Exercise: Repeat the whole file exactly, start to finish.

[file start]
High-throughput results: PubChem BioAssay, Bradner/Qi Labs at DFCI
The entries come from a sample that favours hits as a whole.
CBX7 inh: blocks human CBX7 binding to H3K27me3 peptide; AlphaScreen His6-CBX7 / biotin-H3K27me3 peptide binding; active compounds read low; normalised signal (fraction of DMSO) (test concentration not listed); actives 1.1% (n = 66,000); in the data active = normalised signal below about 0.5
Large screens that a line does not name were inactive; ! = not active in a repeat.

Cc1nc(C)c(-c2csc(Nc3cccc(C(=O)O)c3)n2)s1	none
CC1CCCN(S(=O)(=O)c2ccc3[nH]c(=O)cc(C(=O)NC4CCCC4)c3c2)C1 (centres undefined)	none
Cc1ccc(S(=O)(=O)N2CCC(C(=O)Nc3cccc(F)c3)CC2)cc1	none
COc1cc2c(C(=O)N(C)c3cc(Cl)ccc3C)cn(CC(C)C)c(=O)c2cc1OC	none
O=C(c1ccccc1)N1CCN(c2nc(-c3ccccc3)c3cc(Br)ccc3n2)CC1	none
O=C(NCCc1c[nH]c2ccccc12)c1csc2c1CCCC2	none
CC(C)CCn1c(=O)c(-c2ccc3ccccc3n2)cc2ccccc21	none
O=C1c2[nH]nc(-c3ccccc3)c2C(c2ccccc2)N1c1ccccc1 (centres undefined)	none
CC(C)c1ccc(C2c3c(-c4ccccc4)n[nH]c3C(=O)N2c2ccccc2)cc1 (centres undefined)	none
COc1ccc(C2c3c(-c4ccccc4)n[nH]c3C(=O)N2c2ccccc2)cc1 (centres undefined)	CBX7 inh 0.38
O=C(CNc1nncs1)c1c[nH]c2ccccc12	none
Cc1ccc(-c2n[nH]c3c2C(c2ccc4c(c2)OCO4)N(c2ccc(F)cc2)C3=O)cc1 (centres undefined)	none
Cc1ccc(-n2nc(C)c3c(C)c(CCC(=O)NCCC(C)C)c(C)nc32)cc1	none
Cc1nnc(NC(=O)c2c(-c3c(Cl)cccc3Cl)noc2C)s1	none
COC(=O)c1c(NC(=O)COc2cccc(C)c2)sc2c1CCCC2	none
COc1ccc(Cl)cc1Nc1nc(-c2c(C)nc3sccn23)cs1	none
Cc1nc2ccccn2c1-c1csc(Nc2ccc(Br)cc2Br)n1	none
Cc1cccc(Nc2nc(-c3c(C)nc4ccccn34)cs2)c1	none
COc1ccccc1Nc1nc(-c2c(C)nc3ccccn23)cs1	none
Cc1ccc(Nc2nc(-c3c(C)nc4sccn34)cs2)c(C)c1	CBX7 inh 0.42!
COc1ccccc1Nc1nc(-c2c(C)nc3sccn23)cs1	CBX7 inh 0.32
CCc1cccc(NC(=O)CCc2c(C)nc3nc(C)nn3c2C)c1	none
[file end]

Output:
High-throughput results: PubChem BioAssay, Bradner/Qi Labs at DFCI
The entries come from a sample that favours hits as a whole.
CBX7 inh: blocks human CBX7 binding to H3K27me3 peptide; AlphaScreen His6-CBX7 / biotin-H3K27me3 peptide binding; active compounds read low; normalised signal (fraction of DMSO) (test concentration not listed); actives 1.1% (n = 66,000); in the data active = normalised signal below about 0.5
Large screens that a line does not name were inactive; ! = not active in a repeat.

Cc1nc(C)c(-c2csc(Nc3cccc(C(=O)O)c3)n2)s1	none
CC1CCCN(S(=O)(=O)c2ccc3[nH]c(=O)cc(C(=O)NC4CCCC4)c3c2)C1 (centres undefined)	none
Cc1ccc(S(=O)(=O)N2CCC(C(=O)Nc3cccc(F)c3)CC2)cc1	none
COc1cc2c(C(=O)N(C)c3cc(Cl)ccc3C)cn(CC(C)C)c(=O)c2cc1OC	none
O=C(c1ccccc1)N1CCN(c2nc(-c3ccccc3)c3cc(Br)ccc3n2)CC1	none
O=C(NCCc1c[nH]c2ccccc12)c1csc2c1CCCC2	none
CC(C)CCn1c(=O)c(-c2ccc3ccccc3n2)cc2ccccc21	none
O=C1c2[nH]nc(-c3ccccc3)c2C(c2ccccc2)N1c1ccccc1 (centres undefined)	none
CC(C)c1ccc(C2c3c(-c4ccccc4)n[nH]c3C(=O)N2c2ccccc2)cc1 (centres undefined)	none
COc1ccc(C2c3c(-c4ccccc4)n[nH]c3C(=O)N2c2ccccc2)cc1 (centres undefined)	CBX7 inh 0.38
O=C(CNc1nncs1)c1c[nH]c2ccccc12	none
Cc1ccc(-c2n[nH]c3c2C(c2ccc4c(c2)OCO4)N(c2ccc(F)cc2)C3=O)cc1 (centres undefined)	none
Cc1ccc(-n2nc(C)c3c(C)c(CCC(=O)NCCC(C)C)c(C)nc32)cc1	none
Cc1nnc(NC(=O)c2c(-c3c(Cl)cccc3Cl)noc2C)s1	none
COC(=O)c1c(NC(=O)COc2cccc(C)c2)sc2c1CCCC2	none
COc1ccc(Cl)cc1Nc1nc(-c2c(C)nc3sccn23)cs1	none
Cc1nc2ccccn2c1-c1csc(Nc2ccc(Br)cc2Br)n1	none
Cc1cccc(Nc2nc(-c3c(C)nc4ccccn34)cs2)c1	none
COc1ccccc1Nc1nc(-c2c(C)nc3ccccn23)cs1	none
Cc1ccc(Nc2nc(-c3c(C)nc4sccn34)cs2)c(C)c1	CBX7 inh 0.42!
COc1ccccc1Nc1nc(-c2c(C)nc3sccn23)cs1	CBX7 inh 0.32
CCc1cccc(NC(=O)CCc2c(C)nc3nc(C)nn3c2C)c1	none